Depression is a common, serious illness that affects how people feel, think and act. Physicians are at particular risk: according to the CMA National Physician Health Survey, more than 1 in 3 physicians and residents have screened positive for depression.
When physicians suffer from depression and other mental health issues, it can have a negative impact on patient outcomes and the performance of the health care system as a whole.
This page provides information and resources to help you understand, identify and manage depression. You’ll also find strategies to cope with the stressors that can affect your mood.
What is depression?
According to the Centre for Addiction and Mental Health, clinical depression is a complex mood disorder that can be caused by a number of factors, including genetic predisposition, personality, stress and brain chemistry.
The main symptom of depression is a sad, despairing mood that is present for most of the day, lasts for more than two weeks, and impairs your performance at work/school or in social relationships.
Other symptoms of depression include:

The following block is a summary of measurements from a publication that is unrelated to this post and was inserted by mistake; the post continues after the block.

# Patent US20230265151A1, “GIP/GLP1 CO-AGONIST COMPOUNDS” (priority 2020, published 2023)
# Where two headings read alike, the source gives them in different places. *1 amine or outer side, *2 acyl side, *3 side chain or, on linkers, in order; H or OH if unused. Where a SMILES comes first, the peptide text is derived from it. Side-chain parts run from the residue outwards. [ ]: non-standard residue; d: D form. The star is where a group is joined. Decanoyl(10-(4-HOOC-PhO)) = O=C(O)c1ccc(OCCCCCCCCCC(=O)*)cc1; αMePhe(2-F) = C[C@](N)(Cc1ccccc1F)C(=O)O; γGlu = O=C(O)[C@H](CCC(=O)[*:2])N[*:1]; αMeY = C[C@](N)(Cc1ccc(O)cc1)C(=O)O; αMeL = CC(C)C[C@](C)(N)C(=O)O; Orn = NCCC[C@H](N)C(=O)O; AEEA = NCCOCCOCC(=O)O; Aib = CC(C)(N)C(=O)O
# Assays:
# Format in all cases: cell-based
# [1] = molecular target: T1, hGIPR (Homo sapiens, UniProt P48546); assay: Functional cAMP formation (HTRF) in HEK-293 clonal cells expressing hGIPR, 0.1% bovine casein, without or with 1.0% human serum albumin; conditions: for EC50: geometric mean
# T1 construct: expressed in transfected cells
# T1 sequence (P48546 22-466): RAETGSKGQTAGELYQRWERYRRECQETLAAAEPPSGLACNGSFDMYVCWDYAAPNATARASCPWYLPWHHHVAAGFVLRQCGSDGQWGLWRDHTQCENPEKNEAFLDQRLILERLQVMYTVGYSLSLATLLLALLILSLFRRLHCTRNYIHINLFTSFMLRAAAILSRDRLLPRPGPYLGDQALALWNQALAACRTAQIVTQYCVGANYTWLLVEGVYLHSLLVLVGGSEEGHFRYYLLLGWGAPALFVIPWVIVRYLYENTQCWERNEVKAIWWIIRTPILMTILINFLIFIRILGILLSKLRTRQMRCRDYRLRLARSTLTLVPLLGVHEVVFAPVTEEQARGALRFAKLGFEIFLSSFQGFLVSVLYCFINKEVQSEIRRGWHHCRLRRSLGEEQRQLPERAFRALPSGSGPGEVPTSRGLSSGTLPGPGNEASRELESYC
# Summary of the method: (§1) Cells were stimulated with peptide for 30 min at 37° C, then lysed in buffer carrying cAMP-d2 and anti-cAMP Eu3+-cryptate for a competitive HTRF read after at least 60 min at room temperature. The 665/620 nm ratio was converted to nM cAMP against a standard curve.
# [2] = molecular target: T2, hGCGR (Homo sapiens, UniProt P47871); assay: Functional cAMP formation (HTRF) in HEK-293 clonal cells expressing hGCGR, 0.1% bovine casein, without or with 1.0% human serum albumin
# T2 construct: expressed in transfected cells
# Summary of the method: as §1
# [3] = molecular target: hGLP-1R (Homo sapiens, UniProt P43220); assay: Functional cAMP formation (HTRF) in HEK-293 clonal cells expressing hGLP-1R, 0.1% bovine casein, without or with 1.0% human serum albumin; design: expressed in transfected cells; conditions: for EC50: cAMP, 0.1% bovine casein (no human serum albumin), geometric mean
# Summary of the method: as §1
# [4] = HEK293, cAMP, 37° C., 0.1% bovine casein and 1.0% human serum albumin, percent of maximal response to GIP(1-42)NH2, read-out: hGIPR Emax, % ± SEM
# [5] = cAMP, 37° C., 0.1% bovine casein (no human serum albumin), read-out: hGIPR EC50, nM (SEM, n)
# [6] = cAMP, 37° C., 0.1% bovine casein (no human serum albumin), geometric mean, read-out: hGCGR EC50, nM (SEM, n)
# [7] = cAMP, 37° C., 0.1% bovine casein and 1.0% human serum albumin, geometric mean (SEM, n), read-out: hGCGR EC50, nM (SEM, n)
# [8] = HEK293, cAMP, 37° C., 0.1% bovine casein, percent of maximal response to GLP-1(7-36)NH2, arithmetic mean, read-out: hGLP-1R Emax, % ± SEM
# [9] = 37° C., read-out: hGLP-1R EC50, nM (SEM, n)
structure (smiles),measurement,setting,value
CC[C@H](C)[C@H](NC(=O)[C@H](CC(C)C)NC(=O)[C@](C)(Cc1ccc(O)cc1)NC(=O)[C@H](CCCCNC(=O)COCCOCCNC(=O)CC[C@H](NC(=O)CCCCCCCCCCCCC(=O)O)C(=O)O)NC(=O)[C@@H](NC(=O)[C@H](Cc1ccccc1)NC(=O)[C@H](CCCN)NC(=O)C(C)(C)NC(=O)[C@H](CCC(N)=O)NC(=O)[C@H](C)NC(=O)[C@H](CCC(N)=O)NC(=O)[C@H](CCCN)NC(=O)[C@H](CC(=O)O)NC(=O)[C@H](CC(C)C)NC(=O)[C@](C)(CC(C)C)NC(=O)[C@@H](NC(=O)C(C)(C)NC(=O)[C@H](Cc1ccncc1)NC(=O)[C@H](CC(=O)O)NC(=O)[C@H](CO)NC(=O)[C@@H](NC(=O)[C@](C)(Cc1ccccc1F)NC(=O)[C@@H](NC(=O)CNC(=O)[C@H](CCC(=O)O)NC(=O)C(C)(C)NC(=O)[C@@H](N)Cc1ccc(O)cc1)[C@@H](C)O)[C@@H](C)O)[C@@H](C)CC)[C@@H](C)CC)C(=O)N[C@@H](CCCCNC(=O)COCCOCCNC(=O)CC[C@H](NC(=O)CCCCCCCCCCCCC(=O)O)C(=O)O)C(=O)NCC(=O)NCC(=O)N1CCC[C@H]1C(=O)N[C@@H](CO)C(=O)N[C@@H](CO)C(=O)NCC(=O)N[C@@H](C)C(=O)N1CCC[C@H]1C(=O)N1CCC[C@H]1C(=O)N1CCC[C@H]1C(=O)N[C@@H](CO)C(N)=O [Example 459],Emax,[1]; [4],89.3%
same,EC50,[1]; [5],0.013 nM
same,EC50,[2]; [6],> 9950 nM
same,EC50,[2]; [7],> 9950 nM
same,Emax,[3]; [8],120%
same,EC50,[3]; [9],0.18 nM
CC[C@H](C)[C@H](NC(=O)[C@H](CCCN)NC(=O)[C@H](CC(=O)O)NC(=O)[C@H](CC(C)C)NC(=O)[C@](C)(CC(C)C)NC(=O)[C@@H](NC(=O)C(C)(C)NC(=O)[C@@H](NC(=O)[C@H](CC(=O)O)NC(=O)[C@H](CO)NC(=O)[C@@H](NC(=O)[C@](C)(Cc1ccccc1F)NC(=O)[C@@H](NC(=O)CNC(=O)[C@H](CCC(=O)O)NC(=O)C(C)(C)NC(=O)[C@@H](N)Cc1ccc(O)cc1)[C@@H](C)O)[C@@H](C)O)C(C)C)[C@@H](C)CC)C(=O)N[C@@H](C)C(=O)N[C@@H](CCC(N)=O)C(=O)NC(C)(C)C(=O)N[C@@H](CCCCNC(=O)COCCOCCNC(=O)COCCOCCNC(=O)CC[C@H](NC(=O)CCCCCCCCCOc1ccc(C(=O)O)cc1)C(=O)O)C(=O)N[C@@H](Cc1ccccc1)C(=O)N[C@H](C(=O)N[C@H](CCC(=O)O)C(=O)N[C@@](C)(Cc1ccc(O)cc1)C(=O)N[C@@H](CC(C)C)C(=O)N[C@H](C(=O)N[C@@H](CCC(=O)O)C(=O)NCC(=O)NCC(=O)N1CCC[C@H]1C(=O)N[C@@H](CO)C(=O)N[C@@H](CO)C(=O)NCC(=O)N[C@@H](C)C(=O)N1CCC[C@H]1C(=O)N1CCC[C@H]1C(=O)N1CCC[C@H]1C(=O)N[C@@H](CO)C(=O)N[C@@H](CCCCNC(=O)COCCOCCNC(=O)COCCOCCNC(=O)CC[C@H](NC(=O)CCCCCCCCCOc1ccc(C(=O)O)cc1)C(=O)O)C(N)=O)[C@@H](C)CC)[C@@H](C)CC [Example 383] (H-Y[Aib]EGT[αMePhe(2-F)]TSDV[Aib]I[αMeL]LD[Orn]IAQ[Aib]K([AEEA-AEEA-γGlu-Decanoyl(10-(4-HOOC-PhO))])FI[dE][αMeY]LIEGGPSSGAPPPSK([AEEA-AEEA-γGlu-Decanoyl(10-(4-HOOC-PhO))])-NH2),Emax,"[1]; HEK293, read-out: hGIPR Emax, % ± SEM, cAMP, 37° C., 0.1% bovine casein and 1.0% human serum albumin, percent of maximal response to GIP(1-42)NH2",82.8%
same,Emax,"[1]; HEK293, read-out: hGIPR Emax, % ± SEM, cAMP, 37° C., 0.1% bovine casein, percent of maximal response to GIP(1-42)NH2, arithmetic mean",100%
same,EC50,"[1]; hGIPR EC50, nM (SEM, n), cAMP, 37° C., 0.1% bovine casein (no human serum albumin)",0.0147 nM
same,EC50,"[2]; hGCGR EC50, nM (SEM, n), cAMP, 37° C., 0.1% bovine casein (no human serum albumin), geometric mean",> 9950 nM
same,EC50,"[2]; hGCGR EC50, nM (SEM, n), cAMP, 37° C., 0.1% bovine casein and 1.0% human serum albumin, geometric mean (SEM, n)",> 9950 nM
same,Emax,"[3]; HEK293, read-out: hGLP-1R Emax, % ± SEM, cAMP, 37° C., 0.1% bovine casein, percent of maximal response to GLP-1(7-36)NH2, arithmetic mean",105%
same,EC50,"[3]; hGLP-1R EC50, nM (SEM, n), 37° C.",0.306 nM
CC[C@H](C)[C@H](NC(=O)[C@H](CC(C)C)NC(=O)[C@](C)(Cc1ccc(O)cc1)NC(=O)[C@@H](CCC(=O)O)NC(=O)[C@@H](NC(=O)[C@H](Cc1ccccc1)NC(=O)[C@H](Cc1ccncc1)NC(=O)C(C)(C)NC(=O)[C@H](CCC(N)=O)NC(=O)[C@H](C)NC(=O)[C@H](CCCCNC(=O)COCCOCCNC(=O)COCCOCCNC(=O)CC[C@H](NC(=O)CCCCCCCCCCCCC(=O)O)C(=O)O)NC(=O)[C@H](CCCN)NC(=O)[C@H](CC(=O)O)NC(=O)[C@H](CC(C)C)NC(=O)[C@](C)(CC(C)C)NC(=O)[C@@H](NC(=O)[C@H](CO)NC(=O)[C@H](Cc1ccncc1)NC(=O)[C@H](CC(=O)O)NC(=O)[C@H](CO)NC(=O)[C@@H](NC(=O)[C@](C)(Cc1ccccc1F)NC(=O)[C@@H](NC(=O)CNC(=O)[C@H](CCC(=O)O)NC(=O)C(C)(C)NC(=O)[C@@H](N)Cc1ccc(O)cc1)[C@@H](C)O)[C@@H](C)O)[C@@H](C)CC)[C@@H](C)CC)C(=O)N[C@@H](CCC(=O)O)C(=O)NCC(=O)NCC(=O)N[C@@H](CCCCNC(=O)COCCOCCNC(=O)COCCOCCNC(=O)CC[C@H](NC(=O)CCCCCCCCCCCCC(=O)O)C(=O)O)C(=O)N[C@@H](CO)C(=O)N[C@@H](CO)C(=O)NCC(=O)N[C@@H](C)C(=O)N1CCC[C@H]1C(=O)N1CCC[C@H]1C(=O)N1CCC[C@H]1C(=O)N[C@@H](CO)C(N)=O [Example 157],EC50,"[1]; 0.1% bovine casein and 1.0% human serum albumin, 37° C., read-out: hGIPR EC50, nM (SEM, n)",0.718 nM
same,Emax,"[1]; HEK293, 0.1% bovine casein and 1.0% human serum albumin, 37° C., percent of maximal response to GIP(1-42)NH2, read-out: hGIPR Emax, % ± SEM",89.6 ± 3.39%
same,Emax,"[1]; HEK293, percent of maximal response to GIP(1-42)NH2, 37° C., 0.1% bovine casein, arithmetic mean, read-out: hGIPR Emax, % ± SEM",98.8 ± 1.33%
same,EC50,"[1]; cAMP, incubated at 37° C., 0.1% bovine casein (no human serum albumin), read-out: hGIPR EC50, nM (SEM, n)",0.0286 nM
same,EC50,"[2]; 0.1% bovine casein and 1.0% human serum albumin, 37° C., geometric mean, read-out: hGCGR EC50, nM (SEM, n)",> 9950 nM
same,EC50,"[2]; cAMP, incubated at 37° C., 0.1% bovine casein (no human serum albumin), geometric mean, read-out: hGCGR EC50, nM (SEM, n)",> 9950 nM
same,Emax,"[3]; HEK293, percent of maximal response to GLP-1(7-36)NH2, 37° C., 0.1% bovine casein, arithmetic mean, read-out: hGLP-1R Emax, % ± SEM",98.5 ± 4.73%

- Changes in appetite or weight
- Sleep problems
- Loss of interest in work, hobbies, people or sex
- Withdrawal from family members and friends
- Feeling useless, hopeless, guilty or pessimistic
- Lack of self-esteem
- Trouble concentrating, remembering or making decisions
- Crying easily or not being able to cry
- Thoughts of suicide (which should always be taken seriously)
- Hearing voices (hallucinations) or having strange ideas (delusions)
What to do if you are struggling with depression
Get confidential support from the Wellness Support Line and/or your provincial physician health program.
In crisis? Get immediate help by:
• Calling 911 or visiting the nearest hospital.
Are you in distress? Get help now.